• age or health related medical examinations to obtain or renew a license to drive a private motor vehicle. Commercial license medical examination is not rebatable, although if you were unemployed my interpretation is it would be.
  • medical examination of, and/or blood collection from persons occupationally exposed to sexual transmission of disease
  • medical examination for a person as a prerequisite of that person becoming eligible to foster a child or children
  • medical examination being a requisite for Social Security benefits or allowances
  • medical or optometrical examination provided to a person who is an unemployed person as the request of a prospective employer

Finally,

Medicare rebates are not paid when a doctor treats his or her practice partner, spouse or children. Medicare also excludes the practice partner’s dependents too.

For a hard earned thirst….

Just finished a hard day at work?

Just put away the lawn mower?

Just been for a big run?

Just powered through a gym session?

Just getting ready to meet the rellies for Xmas bbq lunch?

Have a nice cold glass of water first, then you’ll not be holding onto an cold, empty beer bottle thinking

“Where did that go? I’d better have another!”

 

Remember for healthy Aussie men and women, drinking no more than two standard drinks on any one day reduces the lifetime risk of harm from alcohol-related disease or injury.

If you’d like to know about healthy drinking, have a look here

And for those with a nostalgia for times of old….. not that I have drunk a Vic for a long time!

Slop….

How do you start your morning? I think my idea of having the sunscreen next to the toothpaste reminds met to Slop up each day, because I always, well nearly always brush my teeth! Thankfully, I am yet to brush my teeth with Sunscreen…..

When I do a Skin Cancer Check, I will run through the Sunsmart message. You know slip slop slap. I see that  the Cancer Council has added a couple of extra hints in addition to the original Slip Slop and Slap. I have to confess that I have only realised today that Sid is a seagull. I think the yellow face threw me.

Slip on sun protective clothing that covers as much of your body as possible.

Slop on SPF 30 or higher broad-spectrum, water-resistant sunscreen, at least 20 minutes before sun exposure. Reapply every two hours when outdoors or more often if perspiring or swimming.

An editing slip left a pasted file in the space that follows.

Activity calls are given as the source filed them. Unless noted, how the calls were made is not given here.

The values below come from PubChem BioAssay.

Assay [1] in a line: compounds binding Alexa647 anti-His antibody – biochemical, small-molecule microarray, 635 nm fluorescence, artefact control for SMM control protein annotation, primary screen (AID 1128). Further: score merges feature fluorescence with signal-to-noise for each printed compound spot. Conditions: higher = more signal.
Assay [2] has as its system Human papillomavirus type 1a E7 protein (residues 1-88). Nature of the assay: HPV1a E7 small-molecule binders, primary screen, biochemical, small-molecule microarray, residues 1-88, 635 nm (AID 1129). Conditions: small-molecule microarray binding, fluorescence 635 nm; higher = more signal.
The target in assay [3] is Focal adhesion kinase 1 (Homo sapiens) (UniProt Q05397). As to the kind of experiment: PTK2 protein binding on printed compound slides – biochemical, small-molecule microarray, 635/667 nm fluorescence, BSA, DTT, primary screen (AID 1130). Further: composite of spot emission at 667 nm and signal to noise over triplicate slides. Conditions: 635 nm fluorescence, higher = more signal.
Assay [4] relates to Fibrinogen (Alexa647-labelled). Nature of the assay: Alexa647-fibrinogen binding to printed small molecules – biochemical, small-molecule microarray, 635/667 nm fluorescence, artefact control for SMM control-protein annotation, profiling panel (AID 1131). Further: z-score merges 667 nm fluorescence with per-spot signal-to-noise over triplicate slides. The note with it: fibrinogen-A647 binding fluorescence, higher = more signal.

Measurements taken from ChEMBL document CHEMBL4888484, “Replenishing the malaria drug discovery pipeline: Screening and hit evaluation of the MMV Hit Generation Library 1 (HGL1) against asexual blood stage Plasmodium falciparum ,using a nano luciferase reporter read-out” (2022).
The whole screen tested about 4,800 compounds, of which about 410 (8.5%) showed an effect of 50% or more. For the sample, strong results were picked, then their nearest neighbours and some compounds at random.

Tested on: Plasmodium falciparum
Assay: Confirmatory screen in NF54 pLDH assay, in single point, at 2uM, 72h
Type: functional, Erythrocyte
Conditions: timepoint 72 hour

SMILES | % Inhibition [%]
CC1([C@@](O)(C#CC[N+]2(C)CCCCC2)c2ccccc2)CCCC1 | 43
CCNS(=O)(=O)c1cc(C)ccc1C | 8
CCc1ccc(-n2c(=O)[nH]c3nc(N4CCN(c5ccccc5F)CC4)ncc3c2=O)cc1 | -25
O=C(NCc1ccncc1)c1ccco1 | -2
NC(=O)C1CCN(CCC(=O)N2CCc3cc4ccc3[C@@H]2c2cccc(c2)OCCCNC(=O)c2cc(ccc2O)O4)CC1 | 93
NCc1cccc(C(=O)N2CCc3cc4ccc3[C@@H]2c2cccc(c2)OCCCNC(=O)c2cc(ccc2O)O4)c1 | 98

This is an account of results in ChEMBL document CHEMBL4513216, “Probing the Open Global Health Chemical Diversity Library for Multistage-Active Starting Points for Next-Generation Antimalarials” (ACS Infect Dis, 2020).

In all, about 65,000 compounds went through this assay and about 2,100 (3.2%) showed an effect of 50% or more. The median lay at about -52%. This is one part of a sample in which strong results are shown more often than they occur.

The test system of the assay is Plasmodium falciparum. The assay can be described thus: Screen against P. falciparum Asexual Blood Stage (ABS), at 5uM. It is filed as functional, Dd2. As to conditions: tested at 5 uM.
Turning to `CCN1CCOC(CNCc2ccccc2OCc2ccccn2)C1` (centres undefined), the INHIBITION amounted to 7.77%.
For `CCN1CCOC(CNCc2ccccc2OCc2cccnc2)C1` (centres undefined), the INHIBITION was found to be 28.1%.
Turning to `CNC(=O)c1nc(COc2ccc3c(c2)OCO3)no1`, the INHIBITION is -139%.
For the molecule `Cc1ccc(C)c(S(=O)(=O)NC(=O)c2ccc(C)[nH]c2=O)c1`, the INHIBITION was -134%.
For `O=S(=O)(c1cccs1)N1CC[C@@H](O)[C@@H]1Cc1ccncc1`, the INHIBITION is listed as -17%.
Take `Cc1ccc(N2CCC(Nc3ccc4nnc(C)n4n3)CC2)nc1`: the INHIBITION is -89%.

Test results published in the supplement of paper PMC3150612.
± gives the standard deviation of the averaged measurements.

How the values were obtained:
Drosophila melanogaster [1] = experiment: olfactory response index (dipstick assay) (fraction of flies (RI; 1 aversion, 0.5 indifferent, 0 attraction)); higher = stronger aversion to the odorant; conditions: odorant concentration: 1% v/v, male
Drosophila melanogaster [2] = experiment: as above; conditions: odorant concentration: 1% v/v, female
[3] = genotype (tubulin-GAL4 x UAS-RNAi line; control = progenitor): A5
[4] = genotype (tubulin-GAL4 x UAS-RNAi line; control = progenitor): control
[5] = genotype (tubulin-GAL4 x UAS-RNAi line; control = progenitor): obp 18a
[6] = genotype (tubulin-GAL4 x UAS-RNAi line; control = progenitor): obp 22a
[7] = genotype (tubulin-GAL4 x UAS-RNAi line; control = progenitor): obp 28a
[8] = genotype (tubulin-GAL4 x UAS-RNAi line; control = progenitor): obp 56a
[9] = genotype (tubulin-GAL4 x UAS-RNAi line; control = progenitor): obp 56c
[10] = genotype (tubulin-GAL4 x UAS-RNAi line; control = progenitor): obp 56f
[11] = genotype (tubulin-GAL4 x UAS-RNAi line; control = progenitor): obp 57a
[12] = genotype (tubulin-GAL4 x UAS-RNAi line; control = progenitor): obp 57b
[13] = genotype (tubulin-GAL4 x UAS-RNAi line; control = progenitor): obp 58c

Slap on a broad-brimmed hat that shades your face, neck and ears.

Seek shade.

Slide on sunglasses.

I think we are doing a much better job of protecting our skin in these sunny latitudes. I remember my Dad at work laying bricks in the Perth summer sun with just a pair of shorts and boots. He added a hat a bit latter. Now more workers are choosing or are required to wear long pant and sleeves. Long sleeve fishing shirts are trendy. My kids remind me to cover up.

A few statistics from Australian Institute for Health and Welfare to encourage you protect yourself.

  • In 2016, an estimated 13,280 new cases of melanoma will be diagnosed in Australia, and 1,770 people will die from this disease.
  • The rate of melanoma is increasing; from 27 cases per 100,000 in 1982 to 49 per 100,000 in 2016.
  • Some good news is that for those under 40 the rate has dropped from a 13 cases per 100,000 in 2002 to an 9.4 per 100,000 in 2016.

But

  • Between 1982 and 2016, the mortality rate rose from 4.7 deaths per 100,000 to an 6.2 deaths per 100,000.

If you are too busy to see your GP for a skin check, have at a look at this guide melanoma, basal cell or squamous cell cancer. But really make the time to have a skin check.

PS Not endorsing Colgate, Oral B nor Galderma in their post – just the concept!

 

Helpful hint to make your GP consultation run smoother #2

What to wear to a Medical Consultation

I have never worn a white coat as a doctor, but in some countries this the is the expected “uniform”. Really, I mean white is not my colour, although back in 1985 there was a pair of white jeans. They didn’t last long as I seem to attract dirt. It would be even worse in a world of blood, pus, poo and urine!

The aptly titled TAILOR study (that is, targeting attire to improve likelihood
of rapport) was a review of published papers to find out if patient preferred their doctor to wear formal attire. The authors were American but they did review papers from a variety of countries. They concluded “the influence of physician attire on patient perceptions is complex and multifactorial.” And suggested that “patients harbour a number of beliefs regarding physician dress that are context and setting-specific.”